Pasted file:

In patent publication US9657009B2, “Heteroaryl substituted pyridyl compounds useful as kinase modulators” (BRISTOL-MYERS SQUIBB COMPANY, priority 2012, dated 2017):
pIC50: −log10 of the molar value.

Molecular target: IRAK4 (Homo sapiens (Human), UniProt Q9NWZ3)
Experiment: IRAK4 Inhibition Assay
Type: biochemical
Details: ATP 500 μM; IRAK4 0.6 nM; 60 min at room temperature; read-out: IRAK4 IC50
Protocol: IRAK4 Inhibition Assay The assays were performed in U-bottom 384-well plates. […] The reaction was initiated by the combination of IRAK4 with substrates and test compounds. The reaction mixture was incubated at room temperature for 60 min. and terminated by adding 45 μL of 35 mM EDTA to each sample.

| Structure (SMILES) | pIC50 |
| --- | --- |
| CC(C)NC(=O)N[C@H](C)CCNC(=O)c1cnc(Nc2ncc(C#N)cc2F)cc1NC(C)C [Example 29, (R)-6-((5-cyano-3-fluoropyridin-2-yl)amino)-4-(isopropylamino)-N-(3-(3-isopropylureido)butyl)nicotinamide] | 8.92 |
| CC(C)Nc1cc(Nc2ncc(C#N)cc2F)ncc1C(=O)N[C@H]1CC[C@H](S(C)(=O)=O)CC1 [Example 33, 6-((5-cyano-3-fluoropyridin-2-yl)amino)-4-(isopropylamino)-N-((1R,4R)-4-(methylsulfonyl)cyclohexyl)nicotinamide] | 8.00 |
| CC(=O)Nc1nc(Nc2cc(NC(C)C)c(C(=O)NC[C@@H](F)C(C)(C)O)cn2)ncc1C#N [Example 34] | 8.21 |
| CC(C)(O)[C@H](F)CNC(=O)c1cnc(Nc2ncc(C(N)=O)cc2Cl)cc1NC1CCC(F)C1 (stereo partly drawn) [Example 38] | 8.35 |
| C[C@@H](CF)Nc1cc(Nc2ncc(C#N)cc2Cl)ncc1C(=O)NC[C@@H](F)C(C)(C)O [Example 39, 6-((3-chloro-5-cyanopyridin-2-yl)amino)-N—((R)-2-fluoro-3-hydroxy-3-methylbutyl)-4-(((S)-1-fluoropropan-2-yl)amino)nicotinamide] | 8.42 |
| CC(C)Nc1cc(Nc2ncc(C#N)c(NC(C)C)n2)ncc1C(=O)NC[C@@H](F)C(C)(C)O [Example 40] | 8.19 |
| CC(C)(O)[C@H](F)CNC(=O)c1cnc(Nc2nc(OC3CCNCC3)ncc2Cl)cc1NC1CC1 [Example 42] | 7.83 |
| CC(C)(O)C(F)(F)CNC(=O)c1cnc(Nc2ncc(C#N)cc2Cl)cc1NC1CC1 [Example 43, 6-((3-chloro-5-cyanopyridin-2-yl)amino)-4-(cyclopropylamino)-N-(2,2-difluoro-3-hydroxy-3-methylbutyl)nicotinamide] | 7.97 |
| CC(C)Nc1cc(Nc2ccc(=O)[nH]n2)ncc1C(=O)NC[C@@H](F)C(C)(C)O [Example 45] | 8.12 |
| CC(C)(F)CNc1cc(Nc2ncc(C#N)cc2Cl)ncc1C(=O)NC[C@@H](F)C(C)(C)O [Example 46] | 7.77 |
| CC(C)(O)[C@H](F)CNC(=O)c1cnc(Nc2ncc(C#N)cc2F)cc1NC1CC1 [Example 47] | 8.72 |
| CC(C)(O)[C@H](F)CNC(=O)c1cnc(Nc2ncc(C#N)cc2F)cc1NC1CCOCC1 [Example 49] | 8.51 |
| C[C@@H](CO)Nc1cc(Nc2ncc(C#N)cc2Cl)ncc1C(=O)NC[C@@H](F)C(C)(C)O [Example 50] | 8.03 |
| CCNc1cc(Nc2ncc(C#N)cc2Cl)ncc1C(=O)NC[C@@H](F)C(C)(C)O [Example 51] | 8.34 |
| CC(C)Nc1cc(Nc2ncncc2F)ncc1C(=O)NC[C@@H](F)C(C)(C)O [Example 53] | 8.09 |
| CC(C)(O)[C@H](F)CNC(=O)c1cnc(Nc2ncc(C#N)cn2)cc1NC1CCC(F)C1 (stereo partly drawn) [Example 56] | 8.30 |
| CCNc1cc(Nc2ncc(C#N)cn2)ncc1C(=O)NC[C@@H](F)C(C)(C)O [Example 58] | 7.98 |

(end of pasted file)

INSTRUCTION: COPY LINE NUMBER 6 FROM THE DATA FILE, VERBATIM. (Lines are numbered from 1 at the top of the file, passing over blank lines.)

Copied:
Details: ATP 500 μM; IRAK4 0.6 nM; 60 min at room temperature; read-out: IRAK4 IC50